Cochlear implants have restored hearing to thousands of deaf people, but what about when deafness is caused by a damaged cochlea or nonfunctional auditory nerve? A possible solution is to bypass the cochlea and stimulate the brain directly. Scientists are developing a new technology that uses laser light instead of electricity to stimulate brain cells to restore hearing.
We are on the brink of a new understanding of the neuroscience of violence. Like detectives slipping a fiber optic camera under a door, neuroscientists insert a fiber optic microcamera into the brain of an experimental animal and watch the neural circuits of rage respond during violent behavior. Continue reading
No, not that President! Thousands of people are captivated by the live video stream of a pair of bald eagles, named Mr. President and The First Lady, nesting on top of a Tulip Poplar tree at the U.S. National Arboretum. The reality peek into the life of a pair of breeding eagles, together with new research just published in the journal Nature Communications, show how parents decide which of their hungry chick gets fed. Begging is important, but sometimes begging is ignored and the parents feed their favorite. Now we know why . . .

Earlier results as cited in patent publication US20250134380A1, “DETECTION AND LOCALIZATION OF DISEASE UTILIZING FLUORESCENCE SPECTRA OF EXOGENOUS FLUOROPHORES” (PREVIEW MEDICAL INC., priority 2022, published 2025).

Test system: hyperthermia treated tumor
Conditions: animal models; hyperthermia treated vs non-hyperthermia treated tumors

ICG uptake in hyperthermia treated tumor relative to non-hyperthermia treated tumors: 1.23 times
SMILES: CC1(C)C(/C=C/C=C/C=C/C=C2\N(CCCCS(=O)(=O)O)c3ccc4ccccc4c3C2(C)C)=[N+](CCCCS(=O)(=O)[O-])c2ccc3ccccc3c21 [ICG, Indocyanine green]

Tennis star Maria Sharapova has admitted to using the performance-enhancing drug meldonium, which boosts brain and body power and endurance. Here’s how it works.
I took a sip of sugary Coke and was struck by a hideous intense blast of aluminum. I rushed to the sink and spit out the tainted drink. Poison! What’s wrong with this Coke! I took another tentative sip. I was slammed again by the overwhelming metallic taste. I spat out the poison by rapid reflex. This can of Coke must have been contaminated during manufacturing! Or, had the likes of the Tylenol Killer switched to soft drinks? Then I remembered. . . the taste of Thanksgiving and mountain climbing!
The California Fish and Game Commission has banned crab fishing until further notice after detecting high levels of a neurotoxin in Dungeness and rock crabs. The toxin, domoic acid, is produced by certain types of planktonic algae, and it becomes concentrated in tissue of crabs and other marine organisms during plankton blooms. People who consume sufficient quantities of the toxin develop amnesic shellfish poisoning, so named because it kills neurons in a part of the brain that is critical for memory. Here’s how it works.